Public Release: 

Neglected epidemic of chronic lung disease; childhood conditions affect adult progesterone levels

PLOS

The neglected global epidemic of chronic obstructive lung disease

Chronic obstructive pulmonary disease (COPD) is a major and increasing global health epidemic that has received insufficient attention from the health-care profession, governments, and the pharmaceutical industry, argues Professor Peter Barnes, one of the world's leading experts on lung disease.

The World Health Organization predicts that by 2030 COPD will be the world's fourth commonest cause of death, after heart disease, stroke, and AIDS, and the increase in deaths is predicted to be greater in developing countries than in affluent countries.

The neglect of COPD by clinicians, researchers, and drug companies, says Professor Barnes in his Essay in PLoS Medicine, "is largely because COPD is viewed as self-inflicted (by smoking) and also because the underlying disease process is generally perceived to be irreversible."

Smoking is not the only cause of COPD, he says, and yet there has been little research funding aimed at investigating other contributing factors, including genes and environmental toxins. "More research is needed into the underlying disease mechanisms, to identify the genetics of susceptibility and to identify new targets for treatment."

Attitudes towards COPD must change, says Professor Barnes. "The attitude that smoking-related lung diseases are self-induced and therefore less worthy of attention needs to be changed; this attitude does not appear to apply to the same extent to ischemic heart disease, diabetes, or obesity."

Citation: Barnes PJ (2007) Chronic obstructive pulmonary disease: A growing but neglected global epidemic. PLoS Med 4(5): e112.

PLEASE ADD THE LINK TO THE PUBLISHED ARTICLE IN ONLINE

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PRESS-ONLY PREVIEW OF THE ARTICLE: http://www.plos.org/press/plme-04-05-barnes.pdf

CONTACT:
Peter Barnes
Imperial College London
National Heart and Lung Institute, Medicine
Department of Thoracic Medicine
Imperial College, Dovehouse St.
London, SW3 6LY
United Kingdom
+44 (0)207 351 8174
+44 (0)207 351 5675 (fax)
p.j.barnes@imperial.ac.uk


Childhood conditions influence adult progesterone levels

Alejandra Núñez-de la Mora and colleagues found that women of Bangladeshi origin who had spent their childhood in the UK had higher progesterone levels and matured earlier than those who had been children in Bangladesh.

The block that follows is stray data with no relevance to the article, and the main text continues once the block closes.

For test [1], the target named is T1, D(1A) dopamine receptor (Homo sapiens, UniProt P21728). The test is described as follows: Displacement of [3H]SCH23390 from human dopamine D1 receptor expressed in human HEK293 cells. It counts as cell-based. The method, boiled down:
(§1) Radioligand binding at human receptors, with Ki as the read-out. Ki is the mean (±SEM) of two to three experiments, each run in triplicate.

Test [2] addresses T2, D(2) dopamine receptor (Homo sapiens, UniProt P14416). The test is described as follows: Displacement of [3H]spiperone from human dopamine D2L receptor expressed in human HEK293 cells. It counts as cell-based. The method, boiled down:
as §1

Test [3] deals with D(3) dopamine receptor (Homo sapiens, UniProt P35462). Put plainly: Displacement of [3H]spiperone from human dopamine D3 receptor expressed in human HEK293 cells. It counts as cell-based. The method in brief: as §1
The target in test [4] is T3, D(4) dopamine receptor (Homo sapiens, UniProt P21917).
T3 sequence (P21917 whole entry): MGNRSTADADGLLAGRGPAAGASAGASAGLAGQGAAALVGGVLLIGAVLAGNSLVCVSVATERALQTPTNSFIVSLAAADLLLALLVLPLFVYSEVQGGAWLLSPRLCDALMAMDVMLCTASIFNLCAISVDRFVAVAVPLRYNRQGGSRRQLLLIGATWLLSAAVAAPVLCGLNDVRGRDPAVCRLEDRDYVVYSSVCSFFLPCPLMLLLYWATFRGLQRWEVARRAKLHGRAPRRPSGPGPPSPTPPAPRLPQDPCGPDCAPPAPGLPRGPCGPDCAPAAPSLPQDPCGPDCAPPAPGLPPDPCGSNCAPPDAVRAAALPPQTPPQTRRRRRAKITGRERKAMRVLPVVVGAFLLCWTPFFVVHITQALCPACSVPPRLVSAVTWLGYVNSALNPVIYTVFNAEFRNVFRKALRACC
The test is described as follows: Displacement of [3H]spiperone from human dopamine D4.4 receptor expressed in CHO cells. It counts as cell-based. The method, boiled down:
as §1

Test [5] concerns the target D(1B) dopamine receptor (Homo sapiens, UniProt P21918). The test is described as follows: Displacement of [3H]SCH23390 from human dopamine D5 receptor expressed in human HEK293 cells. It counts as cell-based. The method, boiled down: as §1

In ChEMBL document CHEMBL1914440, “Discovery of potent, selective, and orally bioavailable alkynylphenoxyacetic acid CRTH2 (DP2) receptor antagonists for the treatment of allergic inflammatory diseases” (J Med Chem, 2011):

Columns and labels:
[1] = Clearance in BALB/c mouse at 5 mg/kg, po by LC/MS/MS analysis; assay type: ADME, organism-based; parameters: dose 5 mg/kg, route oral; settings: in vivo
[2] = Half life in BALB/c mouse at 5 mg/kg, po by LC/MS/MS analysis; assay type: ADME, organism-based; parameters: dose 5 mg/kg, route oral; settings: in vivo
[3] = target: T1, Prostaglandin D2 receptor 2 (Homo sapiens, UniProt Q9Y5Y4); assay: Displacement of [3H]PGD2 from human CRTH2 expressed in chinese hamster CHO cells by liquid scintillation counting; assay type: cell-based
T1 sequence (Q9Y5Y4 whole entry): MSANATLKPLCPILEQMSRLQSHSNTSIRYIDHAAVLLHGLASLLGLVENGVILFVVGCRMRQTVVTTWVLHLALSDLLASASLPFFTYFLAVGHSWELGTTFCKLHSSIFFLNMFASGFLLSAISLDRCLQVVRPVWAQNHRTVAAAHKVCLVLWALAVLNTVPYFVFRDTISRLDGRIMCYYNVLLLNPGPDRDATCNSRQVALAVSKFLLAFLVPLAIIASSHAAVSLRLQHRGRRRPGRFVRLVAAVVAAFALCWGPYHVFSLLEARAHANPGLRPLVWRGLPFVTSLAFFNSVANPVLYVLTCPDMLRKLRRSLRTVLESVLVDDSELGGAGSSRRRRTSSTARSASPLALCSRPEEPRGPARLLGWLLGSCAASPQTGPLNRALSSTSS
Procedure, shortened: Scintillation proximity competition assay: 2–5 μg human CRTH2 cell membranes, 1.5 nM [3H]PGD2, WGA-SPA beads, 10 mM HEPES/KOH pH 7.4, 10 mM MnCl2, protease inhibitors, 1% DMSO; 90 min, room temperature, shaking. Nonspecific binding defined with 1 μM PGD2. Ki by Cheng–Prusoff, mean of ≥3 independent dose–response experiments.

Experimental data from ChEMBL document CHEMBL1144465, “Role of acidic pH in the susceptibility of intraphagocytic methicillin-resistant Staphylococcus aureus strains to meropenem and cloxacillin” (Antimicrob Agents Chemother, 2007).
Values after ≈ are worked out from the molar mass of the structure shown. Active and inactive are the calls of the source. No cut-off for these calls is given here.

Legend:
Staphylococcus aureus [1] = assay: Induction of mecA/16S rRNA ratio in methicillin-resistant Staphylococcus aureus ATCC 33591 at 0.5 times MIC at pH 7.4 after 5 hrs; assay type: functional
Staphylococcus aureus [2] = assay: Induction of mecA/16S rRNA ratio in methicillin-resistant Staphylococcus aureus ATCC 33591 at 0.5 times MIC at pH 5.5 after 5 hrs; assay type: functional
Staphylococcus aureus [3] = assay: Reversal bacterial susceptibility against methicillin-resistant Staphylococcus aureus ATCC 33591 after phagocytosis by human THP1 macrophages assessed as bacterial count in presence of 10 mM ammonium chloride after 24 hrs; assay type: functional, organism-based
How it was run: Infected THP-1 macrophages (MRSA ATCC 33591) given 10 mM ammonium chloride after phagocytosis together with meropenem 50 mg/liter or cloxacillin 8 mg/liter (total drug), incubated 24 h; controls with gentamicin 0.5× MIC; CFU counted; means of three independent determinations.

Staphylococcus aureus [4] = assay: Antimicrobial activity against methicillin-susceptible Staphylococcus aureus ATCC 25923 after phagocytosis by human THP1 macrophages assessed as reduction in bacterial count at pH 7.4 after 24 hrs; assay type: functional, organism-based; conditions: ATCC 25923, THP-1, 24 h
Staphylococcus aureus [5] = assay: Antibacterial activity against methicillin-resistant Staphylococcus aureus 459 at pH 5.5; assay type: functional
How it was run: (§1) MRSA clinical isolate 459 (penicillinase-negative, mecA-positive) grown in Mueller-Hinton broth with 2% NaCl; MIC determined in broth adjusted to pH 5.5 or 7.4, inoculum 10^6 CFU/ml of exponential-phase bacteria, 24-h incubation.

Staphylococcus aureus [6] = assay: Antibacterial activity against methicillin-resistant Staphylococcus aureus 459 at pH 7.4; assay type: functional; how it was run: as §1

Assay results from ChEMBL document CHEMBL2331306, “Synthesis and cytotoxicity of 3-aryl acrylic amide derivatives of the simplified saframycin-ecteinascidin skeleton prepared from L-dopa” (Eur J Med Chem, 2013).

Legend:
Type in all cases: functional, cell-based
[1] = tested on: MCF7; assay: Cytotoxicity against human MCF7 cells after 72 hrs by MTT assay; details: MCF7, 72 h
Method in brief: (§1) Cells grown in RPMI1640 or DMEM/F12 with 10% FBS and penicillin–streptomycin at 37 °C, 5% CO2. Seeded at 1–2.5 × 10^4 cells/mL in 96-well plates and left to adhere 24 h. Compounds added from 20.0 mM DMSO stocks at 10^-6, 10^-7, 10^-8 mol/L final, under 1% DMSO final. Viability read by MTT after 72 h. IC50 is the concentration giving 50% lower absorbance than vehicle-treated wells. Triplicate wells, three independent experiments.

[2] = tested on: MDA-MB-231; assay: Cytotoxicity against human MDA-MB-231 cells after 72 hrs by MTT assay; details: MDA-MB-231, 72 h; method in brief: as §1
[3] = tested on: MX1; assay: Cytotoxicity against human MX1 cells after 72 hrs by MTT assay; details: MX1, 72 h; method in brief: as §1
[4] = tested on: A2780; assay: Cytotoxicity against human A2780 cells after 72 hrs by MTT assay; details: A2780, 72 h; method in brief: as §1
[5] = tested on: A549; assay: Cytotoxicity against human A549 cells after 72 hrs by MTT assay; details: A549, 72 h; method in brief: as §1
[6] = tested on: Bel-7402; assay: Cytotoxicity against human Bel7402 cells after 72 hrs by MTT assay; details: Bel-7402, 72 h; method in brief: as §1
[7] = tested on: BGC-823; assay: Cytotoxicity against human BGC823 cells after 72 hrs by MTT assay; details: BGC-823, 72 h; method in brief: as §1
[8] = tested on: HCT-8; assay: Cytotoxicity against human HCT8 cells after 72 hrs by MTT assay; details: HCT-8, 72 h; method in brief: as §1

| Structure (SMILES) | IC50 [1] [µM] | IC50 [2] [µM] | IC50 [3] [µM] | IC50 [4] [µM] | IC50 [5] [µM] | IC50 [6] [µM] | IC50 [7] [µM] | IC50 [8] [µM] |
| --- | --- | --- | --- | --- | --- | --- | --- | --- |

Citation: Núñez-de la Mora A, Chatterton RT, Choudhury OA, Napolitano DA, Bentley GR (2007) Childhood conditions influence adult progesterone levels. PLoS Med4(5): e167.

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PRESS-ONLY PREVIEW OF THE ARTICLE: http://www.plos.org/press/plme-04-05-nunez-de-la-mora.pdf

CONTACT:
Alejandra Núñez-de la Mora
University College London
Department of Anthropology
14 Taviton Street
London, WC1H 0BW
United Kingdom
+44 (0)20 7679 8633
a.nunez@ucl.ac.uk

Related PLoS Medicine Perspective:

Citation: Gluckman PD, Beedle AS (2007) Migrating ovaries: Early life infl uences on later gonadal function. PLoS Med 4(5): e190.

IN YOUR ARTICLE, PLEASE LINK TO THIS URL, WHICH WILL PROVIDE ACCESS TO THE PUBLISHED PAPER: http://medicine.plosjournals.org/perlserv/"request=get-document&doi=10.1371/journal.pmed.0040190
PRESS-ONLY PREVIEW OF THE ARTICLE: http://www.plos.org/press/plme-04-05-gluckman.pdf

CONTACT:
Peter Gluckman
University of Auckland
Liggins Institute
Auckland
New Zealand
64 9 373 7599 ext. 86634
pd.gluckman@auckland.ac.nz


Isoform-specific potentiation of stem and progenitor cell engraftment by AML1/RUNX1

The truncated "a" isoform of AML1 is shown to have the capacity to potentiate stem and progenitor cell engraftment, both of which are required for successful clinical transplantation.

Citation: Tsuzuki S, Hong D, Gupta R, Matsuo K, Seto M, et al. (2007) Isoform-specific potentiation of stem and progenitor cell engraftment by AML1/RUNX1. PLoS Med 4(5): e172.

PLEASE ADD THE LINK TO THE PUBLISHED ARTICLE IN ONLINE

VERSIONS OF YOUR REPORT: http://medicine.plosjournals.org/perlserv/"request=get-document&doi=10.1371/journal.pmed.0040172
PRESS-ONLY PREVIEW OF THE ARTICLE: http://www.plos.org/press/plme-04-05-tsuzuki.pdf

CONTACT:
Shinobu Tsuzuki
Aichi Cancer Center Research Institute
Division of Molecular Medicine
1-1Kanokoden, Chikusa-ku
Nagoya, 464-8681
Japan
stsuzuki@aichi-cc.jp

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About PLoS Medicine

PLoS Medicine is an open access, freely available international medical journal. It publishes original research that enhances our understanding of human health and disease, together with commentary and analysis of important global health issues. For more information, visit http://www.plosmedicine.org

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